Wanted: The Retention of Female Graduate Students
Stanford follows MIT’s lead and implements maternity policy for female graduate students; move recognizes challenges in retaining women in academia
By Veronica P. Mendoza
PALO ALTO, CALIF.
Like many new mothers, Hrefna Marin Gunnarsdottir, 29, was nervous about the responsibilities that come with being a first-time parent. Factor in the responsibilities that also come with being a graduate student and it’s not difficult to understand how a much anticipated time in a woman’s life could become overwhelming.
“Pregnancy is a stressful time and it was unnecessarily difficult,” Gunnarsdottir says about the experience. Instead of being able to focus on her parenting responsibilities, the Stanford University graduate student often found herself racing to complete assignments and projects. Her daughter, Anna, is now 2.
However, should she decide to have another child while pursuing her doctorate in electrical engineering, the Iceland native may encounter fewer academic complications because of a new policy that Stanford has implemented for female graduate students.
Announced in January, the new policy is modeled after the “Childbirth Accommodations Policy” introduced by the Massachusetts Institute of Technology in 2004. Stanford’s policy is believed to be only the second of its kind. Under the policy, pregnant graduate students are eligible for an “academic accommodation period,” in which they can postpone their academic requirements for two quarters before and after childbirth. During that period, the students are still enrolled full time and have access to student housing and health insurance benefits. The students also continue to receive funding through fellowships, teaching and research assistantships for six weeks. And the policy allows for a one quarter extension of departmental requirements and “academic milestones” for the student.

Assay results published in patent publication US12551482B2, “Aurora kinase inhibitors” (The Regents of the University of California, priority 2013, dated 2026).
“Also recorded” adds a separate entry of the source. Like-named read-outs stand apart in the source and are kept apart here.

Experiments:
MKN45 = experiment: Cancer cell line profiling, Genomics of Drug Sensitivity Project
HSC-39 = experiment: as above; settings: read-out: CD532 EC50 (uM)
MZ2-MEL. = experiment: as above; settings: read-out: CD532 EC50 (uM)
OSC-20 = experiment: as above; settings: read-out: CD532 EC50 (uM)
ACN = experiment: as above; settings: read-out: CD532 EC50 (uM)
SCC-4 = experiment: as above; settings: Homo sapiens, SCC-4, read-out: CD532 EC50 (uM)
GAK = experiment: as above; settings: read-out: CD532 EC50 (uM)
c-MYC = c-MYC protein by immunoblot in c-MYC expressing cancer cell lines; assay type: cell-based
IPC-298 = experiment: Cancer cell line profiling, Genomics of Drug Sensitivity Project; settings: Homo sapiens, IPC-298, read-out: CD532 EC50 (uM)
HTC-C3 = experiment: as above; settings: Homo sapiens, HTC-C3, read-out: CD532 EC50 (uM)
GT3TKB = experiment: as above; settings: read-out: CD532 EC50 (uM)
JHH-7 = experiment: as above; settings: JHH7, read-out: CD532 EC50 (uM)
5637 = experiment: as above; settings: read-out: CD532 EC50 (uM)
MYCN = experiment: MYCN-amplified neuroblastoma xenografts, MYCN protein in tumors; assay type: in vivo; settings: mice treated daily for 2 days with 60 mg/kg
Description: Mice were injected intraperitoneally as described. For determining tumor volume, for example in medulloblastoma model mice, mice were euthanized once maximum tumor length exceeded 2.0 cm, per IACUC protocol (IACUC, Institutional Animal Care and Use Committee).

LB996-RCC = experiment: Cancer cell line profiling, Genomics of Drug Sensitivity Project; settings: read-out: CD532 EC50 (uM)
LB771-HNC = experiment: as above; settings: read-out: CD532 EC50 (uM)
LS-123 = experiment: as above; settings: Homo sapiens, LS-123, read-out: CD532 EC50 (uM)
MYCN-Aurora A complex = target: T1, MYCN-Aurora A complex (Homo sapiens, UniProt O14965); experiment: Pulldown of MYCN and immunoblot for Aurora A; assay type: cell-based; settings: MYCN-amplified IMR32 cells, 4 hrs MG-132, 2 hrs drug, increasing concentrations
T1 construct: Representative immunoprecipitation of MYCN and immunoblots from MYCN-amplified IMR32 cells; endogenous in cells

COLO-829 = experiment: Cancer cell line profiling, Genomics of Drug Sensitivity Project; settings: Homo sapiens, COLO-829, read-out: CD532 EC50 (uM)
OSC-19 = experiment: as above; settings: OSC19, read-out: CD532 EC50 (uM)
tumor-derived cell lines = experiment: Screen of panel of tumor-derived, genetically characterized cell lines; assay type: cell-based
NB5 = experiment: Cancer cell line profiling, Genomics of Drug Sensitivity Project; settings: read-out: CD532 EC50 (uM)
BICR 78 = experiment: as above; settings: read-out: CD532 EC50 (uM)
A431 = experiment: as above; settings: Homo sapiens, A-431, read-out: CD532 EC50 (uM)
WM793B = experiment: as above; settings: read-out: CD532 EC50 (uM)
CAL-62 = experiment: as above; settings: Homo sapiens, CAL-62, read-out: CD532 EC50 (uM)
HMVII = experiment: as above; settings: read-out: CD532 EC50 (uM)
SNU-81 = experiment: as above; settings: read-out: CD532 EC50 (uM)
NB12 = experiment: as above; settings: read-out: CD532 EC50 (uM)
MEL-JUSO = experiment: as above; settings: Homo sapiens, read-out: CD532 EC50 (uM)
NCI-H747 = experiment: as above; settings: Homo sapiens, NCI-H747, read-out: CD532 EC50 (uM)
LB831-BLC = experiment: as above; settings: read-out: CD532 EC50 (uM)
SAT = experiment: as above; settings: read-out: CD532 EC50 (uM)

Dr. Gail Mahood, associate dean for graduate policy and professor of geological and earth sciences, says she has received mostly positive feedback about the new policy. She says one of the greatest benefits of the policy is the statement that it makes to female graduate students.
“I think it sends out a message to women students that Stanford wants women students and we take their concerns seriously,” Mahood says.
Alison Wong, a master’s student in mechanical engineering, agrees with Mahood.
“It shows women that Stanford is more supportive. Women who may have been afraid to start a family, it lets them know that Stanford is there to support them,” Wong says.
The Juggling Act
According to “Stanford Facts 2005,” women make up 36 percent of the total graduate student population. Mahood says that percentage has increased dramatically since the 1980s.
Marcela Muniz, a doctoral candidate in the School of Education, says that while more women are pursuing master’s degrees and doctorates, not enough are earning tenure status at colleges and universities.
“As we’ve made a lot of progress in degree completion, we have not made enough progress in women attaining tenure in academia,” she says.
Muniz says she has heard stories from many female graduate students about the difficulties balancing career and family aspirations.
According to a research study conducted by faculty members of the University of California, Berkeley, women who have “early babies” lower their chances of earning tenure. The study defines an early baby as one “who joins the household prior to five years after his or her parent completes the Ph.D.”